Ford Said to Weigh Return of Bronco, Ranger Output to U.S.Keith Naughton and David Welch
Ford Motor Co. is considering a revival of the Bronco sport utility vehicle and Ranger small pickup in the U.S., where truck demand is booming, said a person familiar with company’s plans.
The two models would be built at a Wayne, Michigan, factory that now makes small cars, said the person, who asked not to be identified discussing product plans. The move would help Ford preserve some U.S. union jobs amid contract talks. The company may assemble the Focus and C-Max in Mexico, a person familiar with the matter had said.
The return of the Ranger and Bronco, which drew unwelcome renown as O.J. Simpson’s getaway car two decades ago, gives Ford key models to compete with offerings by Toyota Motor Corp. and General Motors Co. The Bronco would also bring back an iconic name that has struck a chord with young buyers despite being out of production for almost 20 years.
“It’s a good move,” John Wolkonowicz, a Boston-based independent analyst, said of reviving the SUV. “Gen Y has discovered the original Bronco. Ford has seen what the Mustang can do for them, and they are bringing back their iconic names.”
The Bronco debuted in 1966 as a rugged competitor to the Jeep CJ, now known as the Wrangler. It has become popular with millennials in southern California, said Wolkonowicz, a former product planner for Ford.
The new Bronco will be a mid-sized SUV, like the Explorer, the person said. It will be built on a pickup frame, making it tougher than the Explorer, according to the person.
“The only way this makes sense is if it is more rugged and likely targeted at Jeep,” said Jeff Schuster, an analyst at consultant LMC Automotive in Southfield, Michigan.
Ford made its last Bronco in 1996 and ended Ranger production in 2011.
The Ranger may also find new buyers for the Dearborn, Michigan-based company, Wolkonowicz said. GM and Ford both killed off their smaller pickups in the past decade as gasoline prices hurt truck sales. Late last year, GM brought back the Chevrolet Colorado and GMC Canyon as mid-sized pickups. The automaker sold more than 66,000 of the two models this year through July, while also increasing deliveries of its Chevy Silverado and GMC Sierra large pickups.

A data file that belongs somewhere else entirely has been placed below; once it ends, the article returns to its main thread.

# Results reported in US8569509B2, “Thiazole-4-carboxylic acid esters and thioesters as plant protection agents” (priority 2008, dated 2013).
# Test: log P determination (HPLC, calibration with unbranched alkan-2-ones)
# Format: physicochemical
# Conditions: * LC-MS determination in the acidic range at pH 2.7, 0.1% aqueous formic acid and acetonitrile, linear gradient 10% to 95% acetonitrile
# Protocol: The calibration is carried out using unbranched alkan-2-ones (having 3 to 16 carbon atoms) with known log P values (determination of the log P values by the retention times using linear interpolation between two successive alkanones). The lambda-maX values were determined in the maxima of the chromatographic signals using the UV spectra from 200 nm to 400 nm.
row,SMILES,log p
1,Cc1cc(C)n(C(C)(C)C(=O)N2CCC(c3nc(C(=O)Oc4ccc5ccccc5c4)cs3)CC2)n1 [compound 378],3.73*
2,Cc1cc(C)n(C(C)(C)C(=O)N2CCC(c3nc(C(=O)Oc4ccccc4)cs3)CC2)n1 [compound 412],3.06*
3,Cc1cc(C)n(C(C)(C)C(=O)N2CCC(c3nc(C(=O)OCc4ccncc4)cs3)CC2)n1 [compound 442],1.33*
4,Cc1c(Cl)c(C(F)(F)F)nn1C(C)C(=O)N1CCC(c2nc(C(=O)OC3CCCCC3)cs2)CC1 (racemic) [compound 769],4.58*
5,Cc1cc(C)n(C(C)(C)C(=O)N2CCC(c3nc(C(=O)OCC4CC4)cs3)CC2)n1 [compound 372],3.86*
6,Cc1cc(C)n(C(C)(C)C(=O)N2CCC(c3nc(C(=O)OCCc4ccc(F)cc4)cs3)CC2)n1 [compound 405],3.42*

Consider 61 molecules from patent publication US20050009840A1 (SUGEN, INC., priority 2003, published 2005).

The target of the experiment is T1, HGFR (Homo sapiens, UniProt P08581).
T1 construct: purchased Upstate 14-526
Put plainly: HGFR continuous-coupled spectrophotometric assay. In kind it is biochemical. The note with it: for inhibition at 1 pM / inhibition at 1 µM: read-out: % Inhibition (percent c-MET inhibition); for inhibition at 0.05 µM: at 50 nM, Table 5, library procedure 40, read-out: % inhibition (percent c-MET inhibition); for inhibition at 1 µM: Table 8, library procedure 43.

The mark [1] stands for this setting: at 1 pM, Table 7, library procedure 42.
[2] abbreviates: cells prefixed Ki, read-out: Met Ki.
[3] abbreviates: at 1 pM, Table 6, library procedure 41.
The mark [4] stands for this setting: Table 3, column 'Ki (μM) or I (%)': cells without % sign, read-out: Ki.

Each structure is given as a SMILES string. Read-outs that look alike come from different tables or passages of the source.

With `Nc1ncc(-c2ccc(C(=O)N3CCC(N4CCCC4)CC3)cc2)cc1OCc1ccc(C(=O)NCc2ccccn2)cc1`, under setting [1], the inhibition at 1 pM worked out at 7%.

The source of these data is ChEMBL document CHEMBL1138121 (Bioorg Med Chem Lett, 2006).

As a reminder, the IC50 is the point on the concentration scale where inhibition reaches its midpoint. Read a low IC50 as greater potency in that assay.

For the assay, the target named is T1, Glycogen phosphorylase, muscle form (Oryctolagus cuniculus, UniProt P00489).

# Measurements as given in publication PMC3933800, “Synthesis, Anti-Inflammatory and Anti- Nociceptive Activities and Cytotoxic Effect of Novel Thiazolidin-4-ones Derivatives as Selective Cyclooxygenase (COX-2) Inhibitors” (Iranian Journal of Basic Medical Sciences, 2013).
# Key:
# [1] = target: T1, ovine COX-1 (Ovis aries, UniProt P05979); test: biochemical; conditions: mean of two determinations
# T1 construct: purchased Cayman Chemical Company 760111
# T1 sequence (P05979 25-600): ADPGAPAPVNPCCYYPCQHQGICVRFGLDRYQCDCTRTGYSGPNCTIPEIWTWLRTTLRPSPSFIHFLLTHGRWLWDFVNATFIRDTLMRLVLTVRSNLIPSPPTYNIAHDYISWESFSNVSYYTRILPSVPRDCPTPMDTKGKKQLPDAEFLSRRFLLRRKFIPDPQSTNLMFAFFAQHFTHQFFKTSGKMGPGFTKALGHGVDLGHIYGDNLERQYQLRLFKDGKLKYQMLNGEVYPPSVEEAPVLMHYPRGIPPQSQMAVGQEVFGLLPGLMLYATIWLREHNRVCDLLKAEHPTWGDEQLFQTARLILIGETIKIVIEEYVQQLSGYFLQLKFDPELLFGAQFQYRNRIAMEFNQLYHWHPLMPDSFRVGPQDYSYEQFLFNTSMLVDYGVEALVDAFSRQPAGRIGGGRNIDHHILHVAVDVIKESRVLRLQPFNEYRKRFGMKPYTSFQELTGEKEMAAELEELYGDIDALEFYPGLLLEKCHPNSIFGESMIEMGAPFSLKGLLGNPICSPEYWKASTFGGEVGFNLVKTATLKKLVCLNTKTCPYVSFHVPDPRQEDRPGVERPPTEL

Ford “never should have gotten rid of Ranger in the first place,” Wolkonowicz said. “GM proved there is a buyer for them.”
Mid-sized pickups such as the Toyota Tacoma have been big business in the U.S. for a long time. Toyota sold about 155,000 Tacomas in 2014, while Nissan Motor Co. sold 74,000 of the Frontier. This year through July, deliveries totaled about 106,000 for the Tacoma and almost 39,000 for the Frontier.
For Ford, bringing back the Bronco and Ranger would also secure jobs for the United Auto Workers union, which is in talks for a new contract to replace one that expires next month.
“We will move production of the next-generation Ford Focus and C-Max, which currently are built at Michigan Assembly Plant, beginning in 2018,” Kristina Adamski, a spokeswoman, said in an e-mailed statement. “We actively are pursuing future vehicle alternatives to produce at Michigan Assembly and will discuss this issue with UAW leadership as part of the negotiations.”
She declined to comment on future products for the factory. Brian Rothenberg, a spokesman for the Detroit-based UAW, declined to comment on the negotiations.
The Detroit News reported earlier on the Ranger plans.